These groups are adamant that resisting the prevailing neoliberal policies is the best thing to do against endemic unemployment and the successive financial crises that have forced the youth to migrate westwards. They must therefore juggle between finding sources of funding and protecting their independence. "With the current economic conditions we have to choose between charging more for drinks and opening up to other sources of funding like accepting to let the building to embassies for privatisation–while trying to stay anticapitalist," admits Shpat from Termokiss.

For DKC Sarajeva, the hunt for funding is not an option. In order to remain completely independent, its members prioritise a volunteer-based organisation, appealing for donations from the diaspora and asking people from the neighbourhood to pitch in to keep the place running. But it is not easy for the volunteers to organise indoor and outdoor events without the support of real staff. This is a difficult dilemma that all the structures have to resolve by seeking funding–or not–to maintain coordinating positions.

The members of Space Tetova, a group based in Tetovo, North Macedonia, have had to take a different approach due to a political background that is both deadlocked and picky about the activities of associations. Armend, a founding member of the collective, explains that "there's no cultural activity in Tetova—only cafés and restaurants. Everything is commercial. There's no other choice for Macedonian associations than abiding by imperatives set by international funds."

 

Launching a party in Space Tetova – © Space Tetova

 

In each of these areas, any attempt to set up an associative project is tantamount to a militant journey. It is difficult to avoid the influence of political parties, because relying on local financial supporters means being dependent on them. "Everything is partisan here," says Trime, Space Tetova's project coordinator. "You have to rely on local and well-entrenched NGOs if you want to be officially recognised. We can't do without a network, even though we do have the freedom and the right to offer alternative activities!"

In 2021, thanks to Toestand's network, Space Tetova settled down for the first time in a space, leased by the city council supposedly until 2024. The following year the populist and nationalist party was elected on a platform that was the opposite extreme of the collective's cultural programme. The new conservative city council then began to relentlessly harass the volunteer group, going so far as to fabricate child pornography charges by falsifying documents in order to regain possession of the space. "We resisted for a long time," says Armend, "thanks to TV interventions, demonstrations with local inhabitants and support from NGOs and Toestand's network, before shifting strategy."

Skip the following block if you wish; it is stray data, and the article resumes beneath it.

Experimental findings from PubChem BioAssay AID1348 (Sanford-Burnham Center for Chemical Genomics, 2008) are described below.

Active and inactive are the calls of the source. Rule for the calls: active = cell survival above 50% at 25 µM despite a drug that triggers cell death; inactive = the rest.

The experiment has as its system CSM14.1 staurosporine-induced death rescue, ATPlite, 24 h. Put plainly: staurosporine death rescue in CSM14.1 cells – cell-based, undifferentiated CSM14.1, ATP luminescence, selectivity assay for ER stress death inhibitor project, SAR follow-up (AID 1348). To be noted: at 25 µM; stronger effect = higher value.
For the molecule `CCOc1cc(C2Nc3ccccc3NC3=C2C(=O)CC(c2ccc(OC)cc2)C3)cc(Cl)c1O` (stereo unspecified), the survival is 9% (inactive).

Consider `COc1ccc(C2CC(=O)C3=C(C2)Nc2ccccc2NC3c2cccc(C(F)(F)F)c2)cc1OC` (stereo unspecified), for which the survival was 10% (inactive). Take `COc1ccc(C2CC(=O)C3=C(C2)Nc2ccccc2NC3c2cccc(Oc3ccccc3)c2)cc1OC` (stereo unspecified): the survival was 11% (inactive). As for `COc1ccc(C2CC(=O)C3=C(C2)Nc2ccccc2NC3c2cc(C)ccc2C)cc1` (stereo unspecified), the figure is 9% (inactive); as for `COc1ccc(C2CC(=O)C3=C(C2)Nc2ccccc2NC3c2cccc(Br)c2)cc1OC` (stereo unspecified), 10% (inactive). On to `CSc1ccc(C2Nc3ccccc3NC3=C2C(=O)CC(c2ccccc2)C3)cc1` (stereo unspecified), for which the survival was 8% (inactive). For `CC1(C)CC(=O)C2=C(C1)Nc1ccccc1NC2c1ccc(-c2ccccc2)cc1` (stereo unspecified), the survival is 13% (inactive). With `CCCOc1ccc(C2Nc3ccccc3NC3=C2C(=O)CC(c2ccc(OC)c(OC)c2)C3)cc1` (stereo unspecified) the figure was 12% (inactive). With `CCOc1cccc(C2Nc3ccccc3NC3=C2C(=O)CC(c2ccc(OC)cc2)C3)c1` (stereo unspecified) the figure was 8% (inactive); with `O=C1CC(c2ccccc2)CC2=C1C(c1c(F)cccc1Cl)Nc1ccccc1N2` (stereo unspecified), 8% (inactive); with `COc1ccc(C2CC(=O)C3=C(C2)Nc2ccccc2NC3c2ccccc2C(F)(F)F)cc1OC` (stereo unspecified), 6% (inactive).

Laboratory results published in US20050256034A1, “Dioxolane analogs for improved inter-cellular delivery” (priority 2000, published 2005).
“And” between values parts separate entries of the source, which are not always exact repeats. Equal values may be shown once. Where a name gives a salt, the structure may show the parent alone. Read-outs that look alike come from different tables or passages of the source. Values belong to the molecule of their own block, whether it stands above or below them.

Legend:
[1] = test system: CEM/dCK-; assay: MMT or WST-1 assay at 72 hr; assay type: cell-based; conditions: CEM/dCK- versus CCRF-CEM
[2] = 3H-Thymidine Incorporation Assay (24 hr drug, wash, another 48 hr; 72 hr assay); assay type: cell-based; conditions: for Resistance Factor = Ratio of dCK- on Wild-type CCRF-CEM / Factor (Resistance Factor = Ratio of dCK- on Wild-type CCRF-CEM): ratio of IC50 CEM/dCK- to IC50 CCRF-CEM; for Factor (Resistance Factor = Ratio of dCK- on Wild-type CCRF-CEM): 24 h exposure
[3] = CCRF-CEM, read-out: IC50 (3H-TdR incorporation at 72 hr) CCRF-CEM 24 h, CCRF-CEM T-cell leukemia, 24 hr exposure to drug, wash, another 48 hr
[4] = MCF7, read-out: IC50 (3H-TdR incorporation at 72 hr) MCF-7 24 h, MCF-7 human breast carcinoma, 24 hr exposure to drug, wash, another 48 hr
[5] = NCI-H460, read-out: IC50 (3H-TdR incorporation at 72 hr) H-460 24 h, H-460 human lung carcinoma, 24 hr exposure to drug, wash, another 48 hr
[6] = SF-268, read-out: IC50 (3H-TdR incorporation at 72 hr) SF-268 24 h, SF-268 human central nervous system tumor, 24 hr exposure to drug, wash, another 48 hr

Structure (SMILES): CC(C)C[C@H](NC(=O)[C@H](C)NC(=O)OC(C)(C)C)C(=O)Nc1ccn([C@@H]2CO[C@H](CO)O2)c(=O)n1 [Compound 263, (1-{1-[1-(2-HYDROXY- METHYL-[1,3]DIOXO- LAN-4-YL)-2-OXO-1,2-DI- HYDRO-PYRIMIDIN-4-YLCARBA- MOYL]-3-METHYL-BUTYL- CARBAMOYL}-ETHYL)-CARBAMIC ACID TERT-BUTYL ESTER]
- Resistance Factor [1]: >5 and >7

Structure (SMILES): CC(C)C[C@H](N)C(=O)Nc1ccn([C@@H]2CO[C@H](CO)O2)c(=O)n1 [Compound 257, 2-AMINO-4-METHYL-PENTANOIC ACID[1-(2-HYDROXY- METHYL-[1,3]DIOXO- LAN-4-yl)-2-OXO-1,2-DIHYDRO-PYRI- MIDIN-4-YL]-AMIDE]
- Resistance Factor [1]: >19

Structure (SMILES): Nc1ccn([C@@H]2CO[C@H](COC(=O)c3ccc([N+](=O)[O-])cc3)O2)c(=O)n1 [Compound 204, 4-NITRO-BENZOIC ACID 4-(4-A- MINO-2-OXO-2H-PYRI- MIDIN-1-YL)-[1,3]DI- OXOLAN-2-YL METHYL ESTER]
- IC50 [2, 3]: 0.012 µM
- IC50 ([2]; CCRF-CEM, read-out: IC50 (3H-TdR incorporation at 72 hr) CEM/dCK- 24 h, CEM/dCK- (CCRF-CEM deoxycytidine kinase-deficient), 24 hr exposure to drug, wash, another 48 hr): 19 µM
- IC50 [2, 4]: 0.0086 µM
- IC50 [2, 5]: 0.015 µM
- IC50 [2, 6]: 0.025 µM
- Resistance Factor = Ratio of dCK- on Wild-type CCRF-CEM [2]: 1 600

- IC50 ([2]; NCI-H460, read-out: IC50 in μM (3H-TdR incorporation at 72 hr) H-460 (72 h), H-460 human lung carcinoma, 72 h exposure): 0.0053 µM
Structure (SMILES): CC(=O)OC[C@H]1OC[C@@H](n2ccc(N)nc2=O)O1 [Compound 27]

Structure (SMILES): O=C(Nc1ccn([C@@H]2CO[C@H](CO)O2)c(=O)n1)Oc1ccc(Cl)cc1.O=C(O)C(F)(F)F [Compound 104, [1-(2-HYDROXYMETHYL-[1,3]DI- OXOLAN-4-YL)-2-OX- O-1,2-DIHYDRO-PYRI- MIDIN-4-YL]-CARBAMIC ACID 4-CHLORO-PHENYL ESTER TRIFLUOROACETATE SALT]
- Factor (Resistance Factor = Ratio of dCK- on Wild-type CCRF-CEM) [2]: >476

The cost of independence for this collective has ultimately meant choosing to rent a private space, made possible by subsidies from foreign partners. "Some of our projects had to be redefined in accordance with our financial partners' goals, but the situation is much better than when we had to answer to the authorities for what we did and to invite NGOs that don't share our values," adds Trime. Now their main goal is to find a place to renovate, just like the other structures in the Toestand's network, by taking the right to take possession of a disused building.

 

Network strength

A soft dynamic unites the volunteers of Termokiss, DKC Sarajeva, and Space Tetova, both in their principles of action and in their cultural and political project. By defending a decentralised system of organisation and the reclaiming of public spaces by citizens, each of them has benefited from Toestand's support in reclaiming disused buildings. As with Termokiss, DKC Sarajeva, and Space Tetova, each year a new project is selected and the network’s volunteers then travel to the designated country to help out with jointly chosen rehabilitation project. Despite the painful memories of the community divisions of the 1990s and a wider European context of creeping nationalism, more and more young volunteers join the network each year.

Mahir from DKC sums it up: "Once we've got an international network we can rely on other people with similar experiences." When Space Tetova got almost forcibly kicked out of their first centre, all the other structures in Prishtina, Brussels, and Sarajevo swung into action and informed their embassies in Macedonia for them to pressure Tetovo's city council. He adds that, "as part of the European project led by Toestand, it's key for all of us to meet, exchange about our practices and confront the walls that each collective hits in its own specific context. This is where international projects demonstrate their positive impacts at all the organizations' levels. We feel united while getting our skills improved. Here in the Balkans, we often lack this one final impetus needed to bring initiatives to life."

Only a few collectives have had to close their rehabilitated spaces due to strong political opposition or lack of funding. Yet they still join the network every year to help partners open a new space, as they did last July in Montenegro for a collective called SCS Podgorica. Over the years, these gatherings have fuelled a unique youth movement that is shattering the ideological conceptions inherited from the past. The volunteers of this network, which has yet to gain a wider public profile, are determined to shatter the rigid customs of their societies and rally their fellow citizens around their values of independence, tolerance, and celebration.

 

Published on May 23rd, 2024

 

About the author:

Étienne Vernat is a Social and Solidarity Economy worker and has been writing for the last few years for various webzines around musical trends and talents. His writings are mainly focused on his travels in different countries, where he tries to discover new alternative projects to put the spotlight on.

 

Translation: Alix Robichon